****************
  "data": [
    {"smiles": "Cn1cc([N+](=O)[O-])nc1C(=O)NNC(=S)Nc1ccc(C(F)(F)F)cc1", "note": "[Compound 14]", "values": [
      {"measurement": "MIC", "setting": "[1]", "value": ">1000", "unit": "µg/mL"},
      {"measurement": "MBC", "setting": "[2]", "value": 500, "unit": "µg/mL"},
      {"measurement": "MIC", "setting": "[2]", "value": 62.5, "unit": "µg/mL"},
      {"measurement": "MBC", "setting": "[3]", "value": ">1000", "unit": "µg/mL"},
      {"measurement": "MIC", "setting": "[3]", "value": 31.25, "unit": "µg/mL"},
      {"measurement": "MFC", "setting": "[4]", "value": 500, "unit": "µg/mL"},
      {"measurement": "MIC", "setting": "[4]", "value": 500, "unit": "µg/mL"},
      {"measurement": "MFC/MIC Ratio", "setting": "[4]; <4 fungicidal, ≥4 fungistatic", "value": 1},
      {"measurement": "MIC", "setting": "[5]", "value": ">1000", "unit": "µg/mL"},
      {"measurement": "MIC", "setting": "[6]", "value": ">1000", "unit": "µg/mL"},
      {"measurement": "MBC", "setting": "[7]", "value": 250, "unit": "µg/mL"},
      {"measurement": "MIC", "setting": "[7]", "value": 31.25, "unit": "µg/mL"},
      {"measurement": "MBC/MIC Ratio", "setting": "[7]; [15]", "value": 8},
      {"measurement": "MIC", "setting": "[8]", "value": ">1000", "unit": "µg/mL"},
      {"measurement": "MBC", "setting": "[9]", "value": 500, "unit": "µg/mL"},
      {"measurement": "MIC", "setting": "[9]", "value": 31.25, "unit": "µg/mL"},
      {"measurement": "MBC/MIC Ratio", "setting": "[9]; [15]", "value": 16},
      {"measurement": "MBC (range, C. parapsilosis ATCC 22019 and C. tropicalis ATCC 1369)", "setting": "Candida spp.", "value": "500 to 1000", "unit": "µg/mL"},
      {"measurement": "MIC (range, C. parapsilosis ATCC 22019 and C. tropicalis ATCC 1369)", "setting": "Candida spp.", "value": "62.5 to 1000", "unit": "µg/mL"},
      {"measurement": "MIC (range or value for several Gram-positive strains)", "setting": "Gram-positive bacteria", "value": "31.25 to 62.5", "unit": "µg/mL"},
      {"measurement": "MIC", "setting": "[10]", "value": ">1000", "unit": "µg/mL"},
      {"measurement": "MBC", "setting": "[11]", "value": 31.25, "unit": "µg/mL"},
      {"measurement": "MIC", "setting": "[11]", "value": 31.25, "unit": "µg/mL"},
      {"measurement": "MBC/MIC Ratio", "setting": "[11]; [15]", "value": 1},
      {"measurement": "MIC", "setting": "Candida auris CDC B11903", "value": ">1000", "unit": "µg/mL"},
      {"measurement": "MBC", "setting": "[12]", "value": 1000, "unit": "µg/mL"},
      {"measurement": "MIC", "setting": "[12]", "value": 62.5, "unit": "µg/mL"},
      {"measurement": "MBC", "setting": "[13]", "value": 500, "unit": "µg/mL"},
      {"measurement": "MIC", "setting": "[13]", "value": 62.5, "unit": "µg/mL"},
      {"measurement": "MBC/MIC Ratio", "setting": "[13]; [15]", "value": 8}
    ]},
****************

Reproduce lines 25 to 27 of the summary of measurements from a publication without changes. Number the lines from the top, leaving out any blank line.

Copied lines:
      {"measurement": "MIC", "setting": "[11]", "value": 31.25, "unit": "µg/mL"},
      {"measurement": "MBC/MIC Ratio", "setting": "[11]; [15]", "value": 1},
      {"measurement": "MIC", "setting": "Candida auris CDC B11903", "value": ">1000", "unit": "µg/mL"},